If you love the parent you should love the child also. That is one way to understand the great commandments to love God and love your neighbour, so that love of neighbour follows from love of God, that is, when we recognize other people as children of God - and they are whether they know it or not. Some then might say that since love of neighbour follows from love of God it might be sufficient to say simply "Love God"; but Jesus felt it was necessary to go further and spell out the implication by adding what he called the second great commandment 'You shall love your neighbour as yourself.' It should not be surprising that Jesus was quoting another part of the Old Testament, the ancient Jewish law when he said that. Although Christians are inclined to think of it as an especially Christian emphasis, it was in the law of the Old Covenant with God to which the Jewish people belonged:

In its original Old Testament form the command to love your neighbour has an element of love being the fulfilment of the law, but it was necessary for Jesus to extend the teaching from one's own family and community to others who did not belong to our immediate group: so the Good Samaritan is neighbour to the one on whom he showed mercy [Luke 10:29-37]. It was in Luke's version of what might have been the same event that the questioner went on to ask who is my neighbour:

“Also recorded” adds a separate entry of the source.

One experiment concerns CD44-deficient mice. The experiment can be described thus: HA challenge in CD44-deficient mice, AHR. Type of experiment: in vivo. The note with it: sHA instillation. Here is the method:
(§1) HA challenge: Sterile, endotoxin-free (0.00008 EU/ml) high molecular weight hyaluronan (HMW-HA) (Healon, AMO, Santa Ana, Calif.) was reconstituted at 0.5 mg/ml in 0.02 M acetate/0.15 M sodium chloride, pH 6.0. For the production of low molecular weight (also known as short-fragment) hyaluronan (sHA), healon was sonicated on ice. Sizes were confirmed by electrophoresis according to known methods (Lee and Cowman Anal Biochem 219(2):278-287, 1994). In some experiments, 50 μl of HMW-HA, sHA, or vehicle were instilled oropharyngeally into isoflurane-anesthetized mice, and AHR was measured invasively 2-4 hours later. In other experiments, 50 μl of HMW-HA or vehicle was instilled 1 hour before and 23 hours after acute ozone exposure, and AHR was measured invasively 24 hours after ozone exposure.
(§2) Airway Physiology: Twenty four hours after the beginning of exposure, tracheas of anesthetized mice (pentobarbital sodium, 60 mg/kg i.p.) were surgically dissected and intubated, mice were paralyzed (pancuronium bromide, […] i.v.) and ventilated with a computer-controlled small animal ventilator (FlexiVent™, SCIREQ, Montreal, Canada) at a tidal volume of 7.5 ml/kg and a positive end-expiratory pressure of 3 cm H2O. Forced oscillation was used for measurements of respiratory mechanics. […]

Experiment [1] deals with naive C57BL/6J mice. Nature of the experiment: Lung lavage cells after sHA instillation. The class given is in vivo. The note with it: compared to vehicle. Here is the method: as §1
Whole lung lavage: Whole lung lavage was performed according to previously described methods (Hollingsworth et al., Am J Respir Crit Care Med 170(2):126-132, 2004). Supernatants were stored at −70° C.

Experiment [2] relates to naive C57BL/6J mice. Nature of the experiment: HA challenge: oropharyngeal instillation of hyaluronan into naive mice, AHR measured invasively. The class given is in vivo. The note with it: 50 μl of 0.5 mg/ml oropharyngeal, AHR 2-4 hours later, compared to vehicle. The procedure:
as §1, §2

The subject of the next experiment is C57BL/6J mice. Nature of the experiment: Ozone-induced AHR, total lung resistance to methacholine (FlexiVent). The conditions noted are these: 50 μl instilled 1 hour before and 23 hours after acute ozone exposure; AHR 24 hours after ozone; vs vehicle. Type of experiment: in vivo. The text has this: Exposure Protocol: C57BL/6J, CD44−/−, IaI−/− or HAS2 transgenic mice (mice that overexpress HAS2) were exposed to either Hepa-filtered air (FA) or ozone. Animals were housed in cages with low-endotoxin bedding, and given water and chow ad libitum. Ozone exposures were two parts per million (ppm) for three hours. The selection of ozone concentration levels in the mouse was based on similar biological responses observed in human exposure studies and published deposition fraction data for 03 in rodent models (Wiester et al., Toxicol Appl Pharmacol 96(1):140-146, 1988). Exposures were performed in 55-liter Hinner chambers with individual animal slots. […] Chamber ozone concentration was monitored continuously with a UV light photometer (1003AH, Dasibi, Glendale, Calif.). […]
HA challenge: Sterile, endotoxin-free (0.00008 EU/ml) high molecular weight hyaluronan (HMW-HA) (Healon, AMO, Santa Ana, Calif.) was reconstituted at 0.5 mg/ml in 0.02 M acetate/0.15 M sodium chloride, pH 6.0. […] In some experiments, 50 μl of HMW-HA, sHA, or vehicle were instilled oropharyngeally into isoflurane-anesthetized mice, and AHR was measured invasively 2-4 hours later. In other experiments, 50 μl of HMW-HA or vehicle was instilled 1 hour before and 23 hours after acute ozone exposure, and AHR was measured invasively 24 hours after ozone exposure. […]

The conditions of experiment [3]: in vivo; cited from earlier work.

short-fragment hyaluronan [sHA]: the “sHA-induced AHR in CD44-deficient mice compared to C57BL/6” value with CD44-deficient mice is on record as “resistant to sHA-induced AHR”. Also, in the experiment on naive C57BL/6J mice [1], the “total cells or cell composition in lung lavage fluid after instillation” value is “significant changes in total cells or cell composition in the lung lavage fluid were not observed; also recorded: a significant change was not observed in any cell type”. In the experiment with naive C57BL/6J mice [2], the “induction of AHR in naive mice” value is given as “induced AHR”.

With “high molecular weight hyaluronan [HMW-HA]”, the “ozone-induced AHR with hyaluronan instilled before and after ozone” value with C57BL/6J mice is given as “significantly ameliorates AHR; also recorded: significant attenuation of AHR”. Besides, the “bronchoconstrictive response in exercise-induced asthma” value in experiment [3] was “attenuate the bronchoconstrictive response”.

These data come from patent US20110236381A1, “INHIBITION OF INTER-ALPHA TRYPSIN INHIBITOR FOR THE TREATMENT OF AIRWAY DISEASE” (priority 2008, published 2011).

However the initial question there in Luke 10 (as in another place in Mark 10:17) was not "which is the greatest commandment", but "what must I do to inherit eternal life". They amounted to the same thing in terms of knowing what God required and the answers always pointed back to the law in the Old Covenant. It would not be surprising if in the course of Jesus' teaching as he moved from place to place there was more than one discussion of such an important matter as whether all that God requires can be summed up in one or two simple phrases, like love God and love your neighbour. The important point in Luke's adding the parable of the Good Samaritan is that Jesus found it necessary, not only to add "love your neighbour" to "love God", but that he also needed to spell out further what it meant to fulfil the command to love your neighbour. It might still be true that if you really love your neighbour and understand that to include all sorts of people, then the general rule be enough guidance.

Paul certainly thought it was possible, and said explicitly that love of neighbour would bring a person to the fulfilment of the law of God:

We have much the same thing in the letter of James,

It must have been well known among the apostles that this is what Jesus taught and that it was also how he lived. The basic idea was present in the Old Testament, but it was not as clearly and consistently spelled out as it was with Jesus. It remained a question for serious discussion at the time when Jesus was asked about it.